Meet Jim Brimer: I am Jim Brimer, a jazz clarinetist that leads a group called Jim's Jazz Band which plays traditional jazz residing in Fort Worth, Texas. Brian Harvey of EuroClub de Jazz in the United Kingdom says "The Jim of Jim's Jazz Band is the highly experienced and very talented clarinetist Jim Brimer, who's been around the Texan jazz scene for many years. Together with the other players of his band he plays down home straight-ahead traditional jazz".
Coming up in November, 2009, Jim's Jazz Band will be performing for The Kimbell Art Museum in Fort Worth. In a review for EuroClub de Jazz, Brian Harvey says "They're such a good bandlively, inventive, and exciting at times and with an excellent repertoire of good old oldies. To summarize, this is an unpretentious happy-sounding band that I'd be happy to spend an evening with."
I knew I wanted to be a musician when... It's funny, in the sixth grade, I was shown a picture of the clarinet and I knew then that I wanted to figure that horn out.
Your sound and approach to music: To copy the sound and licks of the famous jazz players is my approach to playing traditional jazz clarinet. However, the older I get and the more the copying of licks, the more it turns into my own style.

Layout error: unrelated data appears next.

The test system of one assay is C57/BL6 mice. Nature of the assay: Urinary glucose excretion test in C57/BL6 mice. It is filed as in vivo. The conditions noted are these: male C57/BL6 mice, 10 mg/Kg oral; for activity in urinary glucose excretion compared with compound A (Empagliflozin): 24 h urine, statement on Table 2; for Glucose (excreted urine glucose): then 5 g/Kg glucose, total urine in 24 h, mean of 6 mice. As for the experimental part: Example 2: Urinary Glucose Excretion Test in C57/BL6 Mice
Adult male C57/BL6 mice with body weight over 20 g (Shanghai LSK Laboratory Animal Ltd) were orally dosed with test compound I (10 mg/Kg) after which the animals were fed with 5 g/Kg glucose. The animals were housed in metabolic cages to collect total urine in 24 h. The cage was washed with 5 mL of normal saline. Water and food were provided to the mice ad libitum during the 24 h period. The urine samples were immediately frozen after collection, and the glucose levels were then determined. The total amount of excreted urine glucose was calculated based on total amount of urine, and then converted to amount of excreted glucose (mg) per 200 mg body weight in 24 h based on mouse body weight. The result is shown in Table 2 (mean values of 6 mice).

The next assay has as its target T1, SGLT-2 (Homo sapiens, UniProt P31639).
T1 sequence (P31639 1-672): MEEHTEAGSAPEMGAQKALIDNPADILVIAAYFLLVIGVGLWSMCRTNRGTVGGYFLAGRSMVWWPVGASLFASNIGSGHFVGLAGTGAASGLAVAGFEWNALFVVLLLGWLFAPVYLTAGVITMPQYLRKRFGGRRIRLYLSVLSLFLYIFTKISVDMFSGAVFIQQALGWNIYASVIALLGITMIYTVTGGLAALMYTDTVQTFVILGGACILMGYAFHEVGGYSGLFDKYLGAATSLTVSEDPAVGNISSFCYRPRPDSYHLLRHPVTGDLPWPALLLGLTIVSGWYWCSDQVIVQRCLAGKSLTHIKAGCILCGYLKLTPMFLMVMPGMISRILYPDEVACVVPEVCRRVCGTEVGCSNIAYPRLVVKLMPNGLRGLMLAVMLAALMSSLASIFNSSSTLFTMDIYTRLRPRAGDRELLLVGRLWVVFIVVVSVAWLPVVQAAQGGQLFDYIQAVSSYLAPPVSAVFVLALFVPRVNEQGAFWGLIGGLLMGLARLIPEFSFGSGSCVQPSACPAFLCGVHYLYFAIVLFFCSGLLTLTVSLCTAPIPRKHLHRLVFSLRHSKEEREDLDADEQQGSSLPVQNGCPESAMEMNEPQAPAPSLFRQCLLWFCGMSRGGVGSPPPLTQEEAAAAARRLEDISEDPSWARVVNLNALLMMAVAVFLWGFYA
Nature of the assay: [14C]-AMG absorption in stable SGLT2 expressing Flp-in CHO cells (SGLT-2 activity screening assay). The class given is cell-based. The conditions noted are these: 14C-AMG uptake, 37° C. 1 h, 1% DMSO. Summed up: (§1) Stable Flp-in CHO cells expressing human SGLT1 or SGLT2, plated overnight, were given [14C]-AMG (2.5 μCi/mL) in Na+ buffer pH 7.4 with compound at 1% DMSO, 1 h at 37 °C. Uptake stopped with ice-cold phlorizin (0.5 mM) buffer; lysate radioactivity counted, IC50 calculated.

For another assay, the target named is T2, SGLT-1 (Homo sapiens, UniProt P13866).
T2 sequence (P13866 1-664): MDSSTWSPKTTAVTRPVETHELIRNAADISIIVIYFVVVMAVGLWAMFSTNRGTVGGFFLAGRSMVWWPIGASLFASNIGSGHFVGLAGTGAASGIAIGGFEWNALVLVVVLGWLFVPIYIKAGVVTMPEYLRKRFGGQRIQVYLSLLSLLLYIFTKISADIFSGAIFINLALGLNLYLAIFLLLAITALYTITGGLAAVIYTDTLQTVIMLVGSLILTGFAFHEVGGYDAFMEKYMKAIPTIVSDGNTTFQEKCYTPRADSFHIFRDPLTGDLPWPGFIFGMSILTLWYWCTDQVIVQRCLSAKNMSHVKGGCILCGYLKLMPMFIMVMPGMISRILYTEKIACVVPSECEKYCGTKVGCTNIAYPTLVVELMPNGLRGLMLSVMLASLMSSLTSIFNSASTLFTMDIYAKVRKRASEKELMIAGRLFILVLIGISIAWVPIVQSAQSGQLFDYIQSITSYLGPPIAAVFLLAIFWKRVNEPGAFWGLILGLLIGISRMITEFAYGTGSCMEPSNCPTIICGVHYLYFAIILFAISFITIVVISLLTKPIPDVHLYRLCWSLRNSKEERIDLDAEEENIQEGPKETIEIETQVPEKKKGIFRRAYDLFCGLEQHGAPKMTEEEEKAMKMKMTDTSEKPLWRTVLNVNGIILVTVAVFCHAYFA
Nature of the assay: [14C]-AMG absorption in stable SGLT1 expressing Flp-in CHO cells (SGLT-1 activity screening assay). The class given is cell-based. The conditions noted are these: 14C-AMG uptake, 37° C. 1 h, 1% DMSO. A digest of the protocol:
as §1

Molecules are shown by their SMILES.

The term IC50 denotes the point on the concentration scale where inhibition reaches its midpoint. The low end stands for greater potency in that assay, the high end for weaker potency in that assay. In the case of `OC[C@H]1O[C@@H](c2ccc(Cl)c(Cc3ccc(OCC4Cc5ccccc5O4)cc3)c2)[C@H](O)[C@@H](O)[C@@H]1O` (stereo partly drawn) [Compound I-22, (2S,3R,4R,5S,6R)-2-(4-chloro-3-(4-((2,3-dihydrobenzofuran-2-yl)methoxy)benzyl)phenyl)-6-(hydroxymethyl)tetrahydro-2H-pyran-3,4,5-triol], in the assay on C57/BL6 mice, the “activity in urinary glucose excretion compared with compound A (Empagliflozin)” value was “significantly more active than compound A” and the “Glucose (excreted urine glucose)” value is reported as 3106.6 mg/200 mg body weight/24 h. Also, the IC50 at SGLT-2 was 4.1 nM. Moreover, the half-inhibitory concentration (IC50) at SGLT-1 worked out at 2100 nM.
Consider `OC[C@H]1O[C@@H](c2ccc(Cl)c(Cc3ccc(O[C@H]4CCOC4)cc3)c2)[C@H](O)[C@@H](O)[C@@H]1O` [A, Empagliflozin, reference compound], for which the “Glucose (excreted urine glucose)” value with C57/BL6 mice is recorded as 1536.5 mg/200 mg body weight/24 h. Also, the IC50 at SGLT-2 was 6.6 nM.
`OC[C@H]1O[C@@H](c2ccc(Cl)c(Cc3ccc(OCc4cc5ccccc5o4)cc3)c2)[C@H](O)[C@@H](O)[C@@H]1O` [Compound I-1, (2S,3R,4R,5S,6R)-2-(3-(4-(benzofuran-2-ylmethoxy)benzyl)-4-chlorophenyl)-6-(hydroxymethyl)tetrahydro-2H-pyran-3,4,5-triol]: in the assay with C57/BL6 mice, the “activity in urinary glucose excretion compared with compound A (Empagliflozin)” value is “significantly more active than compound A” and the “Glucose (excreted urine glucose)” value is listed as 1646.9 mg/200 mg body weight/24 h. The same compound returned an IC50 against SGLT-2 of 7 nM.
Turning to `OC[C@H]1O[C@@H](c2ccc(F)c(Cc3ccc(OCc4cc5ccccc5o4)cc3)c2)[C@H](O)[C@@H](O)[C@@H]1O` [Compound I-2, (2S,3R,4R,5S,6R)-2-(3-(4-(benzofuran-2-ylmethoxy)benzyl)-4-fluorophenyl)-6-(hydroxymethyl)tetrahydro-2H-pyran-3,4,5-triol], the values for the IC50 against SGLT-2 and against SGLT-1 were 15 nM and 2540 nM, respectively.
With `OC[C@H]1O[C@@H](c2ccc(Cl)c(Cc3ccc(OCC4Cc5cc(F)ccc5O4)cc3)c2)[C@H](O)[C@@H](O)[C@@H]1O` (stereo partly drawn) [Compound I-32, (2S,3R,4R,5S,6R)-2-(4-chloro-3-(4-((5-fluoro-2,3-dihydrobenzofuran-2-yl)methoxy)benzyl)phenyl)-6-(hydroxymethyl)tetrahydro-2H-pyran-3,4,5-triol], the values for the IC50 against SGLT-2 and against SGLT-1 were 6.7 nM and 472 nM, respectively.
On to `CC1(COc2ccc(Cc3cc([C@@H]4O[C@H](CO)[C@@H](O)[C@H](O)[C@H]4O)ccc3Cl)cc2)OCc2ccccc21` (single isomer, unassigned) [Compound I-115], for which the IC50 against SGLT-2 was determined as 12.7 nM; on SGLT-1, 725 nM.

Your dream band: My ideal band would be a four-piece rhythm section including bass, drums, guitar, and piano. On top of that would be the clarinet. For the normal classic jazz style I would need the three-horn front line: trumpet, trombone and myself on clarinet.
Road story: Your best or worst experience: Best: Traveling to Washington D.C. with a great jazz band that performed for President Ronald Regan's Inaugural Ball. Worst: Playing in Dallas with another great jazz band, I broke my Pete Fountain glass mouthpiece.
The first Jazz album I bought was:I Love Paris, by Pete Fountain.
What do you think is the most important thing you are contributing musically? I am helping to preserve the traditional jazz that started the American jazz scene.
How would you describe the state of jazz today? I believe jazz in general should take a step back a minute and analyze what's going on with jazz. I think bringing back some traditional chord progressions and traditional rhythms would help the direction.
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